I still think about him a little bit almost every day. These are the thoughts that run through my head: I wonder if I had brought him home how long he would have really had left. I could have brought him everywhere with me and I’m sure eventually my wife would have come around. I’m just manly enough so that carrying a small white dog everywhere would have looked cool or ironic. How many times in my career is something like this particular situation really going to happen to me? This could have been a once in a lifetime opportunity to make a dog’s life a little better and I missed it. Not only did I miss it but I was the instrument that ended his life. I wish I’d had more time or had reached out to the owner’s daughter a little earlier. Maybe she would have been adamant that we follow her mother’s instruction but maybe we could have come up with a solution together. I’ll never know.

Self pity aside, this is not a situation that is all that unusual in veterinary medicine. We are often faced with the request of euthanizing a pet for reasons many people might disagree with. The idea of euthanizing a pet to meet the request of an owner after they have themselves died is also not that unusual. It happens. At one point in my career we had a patient whose owner had left him a trust fund and the remaining inheritance wasn’t to be released until the pet passed. You can imagine how the lawyer felt about those veterinary bills. But ultimately, decisions like this are always going to be a part of this profession. Some of them will be a struggle and some of them won’t. This one was and still is. I don’t think that the owner’s family did anything wrong by him, I just wish it had played out differently. Hoping there’s not a next time.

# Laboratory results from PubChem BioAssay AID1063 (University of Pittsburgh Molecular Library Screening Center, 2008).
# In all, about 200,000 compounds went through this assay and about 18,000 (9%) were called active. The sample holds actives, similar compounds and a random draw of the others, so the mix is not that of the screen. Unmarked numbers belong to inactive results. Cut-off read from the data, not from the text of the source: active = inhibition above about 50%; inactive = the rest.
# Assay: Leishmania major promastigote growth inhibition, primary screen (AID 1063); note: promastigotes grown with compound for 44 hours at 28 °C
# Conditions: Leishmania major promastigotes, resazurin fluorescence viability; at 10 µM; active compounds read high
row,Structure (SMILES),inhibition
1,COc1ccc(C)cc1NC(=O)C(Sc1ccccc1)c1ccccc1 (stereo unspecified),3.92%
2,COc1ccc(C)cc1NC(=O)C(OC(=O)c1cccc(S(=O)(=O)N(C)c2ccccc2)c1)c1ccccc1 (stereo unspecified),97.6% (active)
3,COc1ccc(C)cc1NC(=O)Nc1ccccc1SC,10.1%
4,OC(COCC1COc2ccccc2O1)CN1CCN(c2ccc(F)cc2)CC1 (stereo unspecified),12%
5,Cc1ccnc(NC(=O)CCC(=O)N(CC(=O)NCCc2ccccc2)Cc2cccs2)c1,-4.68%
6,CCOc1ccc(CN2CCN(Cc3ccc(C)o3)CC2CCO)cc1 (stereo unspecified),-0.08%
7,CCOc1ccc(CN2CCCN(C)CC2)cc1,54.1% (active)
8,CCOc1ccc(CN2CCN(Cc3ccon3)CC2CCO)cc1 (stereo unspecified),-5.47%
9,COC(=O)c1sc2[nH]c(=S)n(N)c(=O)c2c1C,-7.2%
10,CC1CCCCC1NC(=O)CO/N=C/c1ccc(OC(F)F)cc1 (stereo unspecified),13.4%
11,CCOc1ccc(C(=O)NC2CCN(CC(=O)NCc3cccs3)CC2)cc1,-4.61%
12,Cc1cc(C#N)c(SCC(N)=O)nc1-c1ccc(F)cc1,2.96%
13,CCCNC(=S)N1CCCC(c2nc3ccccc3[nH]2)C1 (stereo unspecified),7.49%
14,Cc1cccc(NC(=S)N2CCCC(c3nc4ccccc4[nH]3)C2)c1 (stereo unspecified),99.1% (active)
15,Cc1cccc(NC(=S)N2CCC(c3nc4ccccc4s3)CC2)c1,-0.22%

Thanks for reading.

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15 thoughts on “Euthanasia Aftermath

  1. A very tough situation – I appreciate your candor – as I always have when you are working with our dogs. Many emotions become involved when we deal with our pets. More people should realize that in many instances it is equally as emotional for our vet.

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    • Thank you for reading and for the feedback Louise. Veterinary medicine as you know can be a very emotional situation. Fortunately being able to fall back on our training and compartmentalize everything a little keeps us sane, for the most part! But you’re right, there are definitely moments where we second guess and wonder if we made the right call. And of course, sometimes we just know we’re going to miss our patients, even if it is definitely the right call.

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  2. You wrote about the situation very well. I can understand how difficult it must have been, knowing what a caring compassionate person you are. We make the best decisions we can at any point in our life and just hope for the best. I wonder if the daughter is distraught about the situation still. I feel for you both.

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  3. “Better a day too soon than an hour too late”. I made that mistake once-I still feel guilty that because I didn’t want to make the decision my dog suffered.

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    • Thank you for the feedback. I tell most people that no matter how it happens they are going to feel like they either went too soon or waited too long. I’m sure your dog would have moved heaven and Earth to spend another hour with you. Don’t beat yourself up.

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  4. We had to put my cat, Tennyson down in 2010 due to constantly vomiting with no good answer from the vet as to what was causing the animal to be so sick. I still miss him. He was my best friend. Later that year we adopted another cat. The new one just doesn’t live up to Tennyson’s intelligence. You never recover from having to end another creature’s life. I don’t think you should!
    Jeanette Hall

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  5. Thanks for sharing your story, I enjoy reading your blog. I euthanized a min pin today with hepatic encephalopathy that was about 15 years old, last night when the owner made the call the dog was a wreck and of course, this morning when the time came, she was much better and mom was second guessing herself and feeling guilty. “What if” … seems to torment us all.